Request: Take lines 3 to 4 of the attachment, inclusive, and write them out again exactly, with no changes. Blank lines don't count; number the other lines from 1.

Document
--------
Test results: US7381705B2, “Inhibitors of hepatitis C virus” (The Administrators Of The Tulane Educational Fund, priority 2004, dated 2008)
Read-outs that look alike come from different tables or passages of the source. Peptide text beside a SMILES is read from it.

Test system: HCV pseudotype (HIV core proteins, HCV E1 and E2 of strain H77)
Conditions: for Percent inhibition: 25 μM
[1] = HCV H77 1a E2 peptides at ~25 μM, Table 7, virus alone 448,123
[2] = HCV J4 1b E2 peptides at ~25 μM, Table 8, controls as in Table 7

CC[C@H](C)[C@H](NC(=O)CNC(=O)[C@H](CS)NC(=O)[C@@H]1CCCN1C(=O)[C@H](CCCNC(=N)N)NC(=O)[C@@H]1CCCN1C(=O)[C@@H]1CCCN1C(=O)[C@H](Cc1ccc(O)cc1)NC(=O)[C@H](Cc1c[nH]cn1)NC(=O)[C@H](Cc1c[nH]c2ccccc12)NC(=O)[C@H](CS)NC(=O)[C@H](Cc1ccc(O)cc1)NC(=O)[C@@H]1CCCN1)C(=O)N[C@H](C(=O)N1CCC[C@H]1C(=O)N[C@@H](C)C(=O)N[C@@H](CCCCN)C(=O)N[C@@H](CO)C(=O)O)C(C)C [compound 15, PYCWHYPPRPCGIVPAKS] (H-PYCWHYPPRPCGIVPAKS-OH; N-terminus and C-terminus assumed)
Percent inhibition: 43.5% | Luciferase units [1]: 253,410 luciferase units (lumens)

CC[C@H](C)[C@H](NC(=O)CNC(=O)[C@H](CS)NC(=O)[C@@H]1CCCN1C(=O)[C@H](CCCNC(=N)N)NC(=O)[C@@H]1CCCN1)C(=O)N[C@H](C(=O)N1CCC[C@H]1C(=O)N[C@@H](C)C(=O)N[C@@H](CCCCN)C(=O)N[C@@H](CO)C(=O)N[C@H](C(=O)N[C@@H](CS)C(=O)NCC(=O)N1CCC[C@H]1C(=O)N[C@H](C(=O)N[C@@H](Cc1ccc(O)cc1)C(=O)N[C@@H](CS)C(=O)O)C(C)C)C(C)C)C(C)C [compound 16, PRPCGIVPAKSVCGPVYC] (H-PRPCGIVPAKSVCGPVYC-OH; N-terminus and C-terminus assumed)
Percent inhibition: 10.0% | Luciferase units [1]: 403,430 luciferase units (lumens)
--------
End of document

Test system: HCV pseudotype (HIV core proteins, HCV E1 and E2 of strain H77)
Conditions: for Percent inhibition: 25 μM